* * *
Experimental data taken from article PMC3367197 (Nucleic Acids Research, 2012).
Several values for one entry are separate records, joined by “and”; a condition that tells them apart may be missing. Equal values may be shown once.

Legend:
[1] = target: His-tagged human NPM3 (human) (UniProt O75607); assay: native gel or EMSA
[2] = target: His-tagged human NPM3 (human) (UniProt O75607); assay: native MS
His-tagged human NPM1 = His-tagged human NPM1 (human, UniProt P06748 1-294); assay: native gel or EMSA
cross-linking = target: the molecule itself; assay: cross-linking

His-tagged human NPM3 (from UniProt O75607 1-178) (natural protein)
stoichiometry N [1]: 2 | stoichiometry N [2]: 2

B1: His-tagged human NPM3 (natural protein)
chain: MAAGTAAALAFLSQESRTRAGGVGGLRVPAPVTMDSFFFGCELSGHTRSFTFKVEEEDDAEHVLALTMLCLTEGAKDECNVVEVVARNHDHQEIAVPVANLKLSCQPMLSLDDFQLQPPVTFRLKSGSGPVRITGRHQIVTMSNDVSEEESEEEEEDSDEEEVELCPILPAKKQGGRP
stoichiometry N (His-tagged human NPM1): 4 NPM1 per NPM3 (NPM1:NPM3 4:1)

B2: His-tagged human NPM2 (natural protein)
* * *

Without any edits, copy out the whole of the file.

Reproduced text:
Experimental data taken from article PMC3367197 (Nucleic Acids Research, 2012).
Several values for one entry are separate records, joined by “and”; a condition that tells them apart may be missing. Equal values may be shown once.

Legend:
[1] = target: His-tagged human NPM3 (human) (UniProt O75607); assay: native gel or EMSA
[2] = target: His-tagged human NPM3 (human) (UniProt O75607); assay: native MS
His-tagged human NPM1 = His-tagged human NPM1 (human, UniProt P06748 1-294); assay: native gel or EMSA
cross-linking = target: the molecule itself; assay: cross-linking

His-tagged human NPM3 (from UniProt O75607 1-178) (natural protein)
stoichiometry N [1]: 2 | stoichiometry N [2]: 2

B1: His-tagged human NPM3 (natural protein)
chain: MAAGTAAALAFLSQESRTRAGGVGGLRVPAPVTMDSFFFGCELSGHTRSFTFKVEEEDDAEHVLALTMLCLTEGAKDECNVVEVVARNHDHQEIAVPVANLKLSCQPMLSLDDFQLQPPVTFRLKSGSGPVRITGRHQIVTMSNDVSEEESEEEEEDSDEEEVELCPILPAKKQGGRP
stoichiometry N (His-tagged human NPM1): 4 NPM1 per NPM3 (NPM1:NPM3 4:1)

B2: His-tagged human NPM2 (natural protein)